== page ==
As a real covenant, the preferential right is subject to Texas law governing real covenants. First, a real covenant endures only so long as the interest in land to which it is appended. Talley v. Howsley, 170 S.W.2d 240, 243 (Tex.Civ.App.-Eastland 1943), aff'd, 142 Tex. 81, 176 S.W.2d 158 (1943). Second, a real covenant can only be enforced by the owners of the land the covenant was intended to benefit. Davis v. Skipper, 125 Tex. 364, 369, 83 S.W.2d 318, 321 (1935).
James contends that McMillan v. Dooley, 144 S.W.3d 159 (Tex.App.-Eastland 2004, pet. denied), has changed this requirement. However, the facts of the McMillan case are significantly distinguishable from the present case. The court in McMillan concluded that the covenant was a real covenant. However, upon closer examination, the McMillan covenant had significantly more of the characteristics of a personal covenant. The facts of McMillan show that the parties, at the time of execution of the agreement in question, did not intend that Johnson would be required to have an interest in the land to support the enforcement of his preferential right. Rather, the parties intended that Johnson have a personal right to enforce the covenant. Therefore, the covenant in McMillan does not possess all four of the requirements of a covenant running with the land, but rather constituted a personal covenant. See Inwood, 736 S.W.2d at 635. This is the only Texas case cited by James that supports the proposition that a real covenant that runs with the land can be enforced by a party that does not have an existing interest in the land the covenant was created to benefit. James cites the court to Sanchez v. Dickinson, 551 S.W.2d 481, 485 (Tex.Civ.App.-San Antonio 1977, no writ), for the proposition that a preferential right is a covenant running with the land. This is a true statement, as agreed by all parties to this litigation, however, in Sanchez, the party attempting to enforce the covenant was the owner of an interest in the land. Dickinson still owned the original 791.21 acre tract the covenant was intended to benefit. Likewise, in the case of Stone v. Tigner, 165 S.W.2d 124, 127 (Tex.Civ.App.-Galveston 1942, writ ref'd), the holder of a right of first refusal was allowed to enforce his right of first refusal to purchase the land in question because he owned a valid lease in the land. James also cites this court to Westland Oil Development Corp. v. Gulf Oil Corp., 637 S.W.2d 903 (Tex.1982), for the proposition that a covenant can run with the land based simply on a burden on the covenantor's land that renders the land less valuable. This is a true statement, but in addition to that, the party seeking to enforce the covenant, Westland, still retained an interest, a 1/16 of 8/8 overriding royalty interest, in lands earned pursuant to the farmout agreement. Id. at 905. Accordingly, we do not find the McMillan case controlling in the present fact situation.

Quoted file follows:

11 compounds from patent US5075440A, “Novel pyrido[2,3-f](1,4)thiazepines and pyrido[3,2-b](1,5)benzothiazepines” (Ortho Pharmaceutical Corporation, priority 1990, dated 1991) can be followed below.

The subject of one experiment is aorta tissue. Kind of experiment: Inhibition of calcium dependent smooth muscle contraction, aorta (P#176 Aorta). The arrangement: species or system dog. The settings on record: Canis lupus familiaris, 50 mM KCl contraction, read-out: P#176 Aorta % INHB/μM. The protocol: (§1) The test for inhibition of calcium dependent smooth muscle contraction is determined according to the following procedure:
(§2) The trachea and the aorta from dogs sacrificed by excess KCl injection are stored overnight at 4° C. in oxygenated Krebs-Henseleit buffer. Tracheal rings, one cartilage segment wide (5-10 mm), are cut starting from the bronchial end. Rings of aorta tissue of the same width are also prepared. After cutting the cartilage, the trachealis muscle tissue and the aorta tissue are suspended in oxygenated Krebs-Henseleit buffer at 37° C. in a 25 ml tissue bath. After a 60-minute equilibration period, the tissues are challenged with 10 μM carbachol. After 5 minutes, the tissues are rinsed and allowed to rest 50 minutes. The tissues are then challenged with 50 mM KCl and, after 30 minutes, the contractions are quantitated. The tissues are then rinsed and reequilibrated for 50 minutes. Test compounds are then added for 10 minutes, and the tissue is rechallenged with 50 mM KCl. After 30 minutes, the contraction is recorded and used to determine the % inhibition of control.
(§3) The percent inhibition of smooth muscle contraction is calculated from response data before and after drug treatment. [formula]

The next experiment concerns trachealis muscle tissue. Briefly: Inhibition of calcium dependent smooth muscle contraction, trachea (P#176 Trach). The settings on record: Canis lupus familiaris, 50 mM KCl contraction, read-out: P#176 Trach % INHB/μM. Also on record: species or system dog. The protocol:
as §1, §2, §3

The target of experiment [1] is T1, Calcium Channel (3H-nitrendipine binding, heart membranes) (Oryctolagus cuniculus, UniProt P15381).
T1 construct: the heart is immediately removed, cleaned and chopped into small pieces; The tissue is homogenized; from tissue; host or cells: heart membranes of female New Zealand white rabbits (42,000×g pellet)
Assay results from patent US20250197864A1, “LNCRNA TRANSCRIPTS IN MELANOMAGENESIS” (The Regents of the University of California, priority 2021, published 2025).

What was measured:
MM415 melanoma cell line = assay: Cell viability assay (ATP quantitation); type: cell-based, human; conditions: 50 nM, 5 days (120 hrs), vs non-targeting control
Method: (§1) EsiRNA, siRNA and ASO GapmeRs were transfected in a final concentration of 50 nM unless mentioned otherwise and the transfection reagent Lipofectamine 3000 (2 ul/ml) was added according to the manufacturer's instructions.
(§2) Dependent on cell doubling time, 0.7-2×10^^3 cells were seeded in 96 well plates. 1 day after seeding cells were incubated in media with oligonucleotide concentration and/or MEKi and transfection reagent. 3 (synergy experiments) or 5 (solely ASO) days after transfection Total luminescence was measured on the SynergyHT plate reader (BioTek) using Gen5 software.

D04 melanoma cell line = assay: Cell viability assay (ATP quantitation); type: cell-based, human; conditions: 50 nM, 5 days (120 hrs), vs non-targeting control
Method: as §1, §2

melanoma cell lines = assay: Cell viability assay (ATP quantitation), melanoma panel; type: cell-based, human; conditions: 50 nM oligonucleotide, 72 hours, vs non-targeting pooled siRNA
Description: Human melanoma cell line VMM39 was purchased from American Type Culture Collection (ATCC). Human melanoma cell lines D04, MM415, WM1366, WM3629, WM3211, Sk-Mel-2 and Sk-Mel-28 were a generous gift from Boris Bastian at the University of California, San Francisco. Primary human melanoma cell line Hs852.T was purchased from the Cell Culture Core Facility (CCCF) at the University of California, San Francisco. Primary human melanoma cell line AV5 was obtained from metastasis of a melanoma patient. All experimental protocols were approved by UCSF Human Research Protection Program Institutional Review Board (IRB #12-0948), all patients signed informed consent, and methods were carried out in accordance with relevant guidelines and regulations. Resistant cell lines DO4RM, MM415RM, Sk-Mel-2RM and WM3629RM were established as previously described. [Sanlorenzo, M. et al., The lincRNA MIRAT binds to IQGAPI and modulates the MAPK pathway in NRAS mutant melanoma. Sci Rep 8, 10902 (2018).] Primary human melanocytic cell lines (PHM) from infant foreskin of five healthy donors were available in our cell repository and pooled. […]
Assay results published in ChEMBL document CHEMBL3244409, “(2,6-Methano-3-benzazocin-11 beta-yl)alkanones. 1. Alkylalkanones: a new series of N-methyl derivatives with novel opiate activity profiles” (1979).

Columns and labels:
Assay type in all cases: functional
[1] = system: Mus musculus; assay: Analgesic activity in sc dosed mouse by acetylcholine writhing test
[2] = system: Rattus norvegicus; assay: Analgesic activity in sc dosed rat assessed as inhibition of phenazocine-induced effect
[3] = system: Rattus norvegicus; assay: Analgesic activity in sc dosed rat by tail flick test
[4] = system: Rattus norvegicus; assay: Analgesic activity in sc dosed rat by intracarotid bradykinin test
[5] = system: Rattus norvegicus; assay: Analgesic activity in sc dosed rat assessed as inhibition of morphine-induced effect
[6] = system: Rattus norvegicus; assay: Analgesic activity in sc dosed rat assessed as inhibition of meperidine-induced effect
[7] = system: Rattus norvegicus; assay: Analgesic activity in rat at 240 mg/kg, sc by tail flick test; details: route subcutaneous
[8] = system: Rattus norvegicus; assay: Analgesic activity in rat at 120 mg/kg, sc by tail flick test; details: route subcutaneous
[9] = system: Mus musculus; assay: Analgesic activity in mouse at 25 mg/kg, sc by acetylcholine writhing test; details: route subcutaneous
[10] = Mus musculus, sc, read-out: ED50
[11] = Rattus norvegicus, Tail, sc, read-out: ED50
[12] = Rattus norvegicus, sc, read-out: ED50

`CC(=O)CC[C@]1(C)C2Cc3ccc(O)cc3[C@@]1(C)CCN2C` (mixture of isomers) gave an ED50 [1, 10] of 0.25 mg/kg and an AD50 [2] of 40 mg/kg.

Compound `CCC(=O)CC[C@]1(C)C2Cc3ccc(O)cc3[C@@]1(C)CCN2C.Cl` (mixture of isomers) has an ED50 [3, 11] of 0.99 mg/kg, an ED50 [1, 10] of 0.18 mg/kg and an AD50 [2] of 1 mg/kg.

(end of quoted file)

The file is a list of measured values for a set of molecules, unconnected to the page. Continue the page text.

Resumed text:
When this body of law is applied to the facts before us, it is apparent that James did not have a current interest in the estate to which the preferential right would have appended. The rights his predecessors in interest, the Grahams, held were terminated with the payment of the final production payment in 1975. Accordingly, as a matter of law, James had no preferential rights to the property subject to the 1963 assignment of lease.
Having determined that James had no preferential right, we reverse the judgment of the trial court and, pursuant to Texas Rule of Appellate Procedure 43.3, enter the judgment that the trial court should have rendered. Therefore, we render judgment that James take nothing by his suit. As our resolution of the First Permian's and Energen's first issue is all that is necessary to dispose of this appeal, we will not address the other issues raised. See Tex.R.App. P. 47.1.
MACKEY K. HANCOCK, Justice.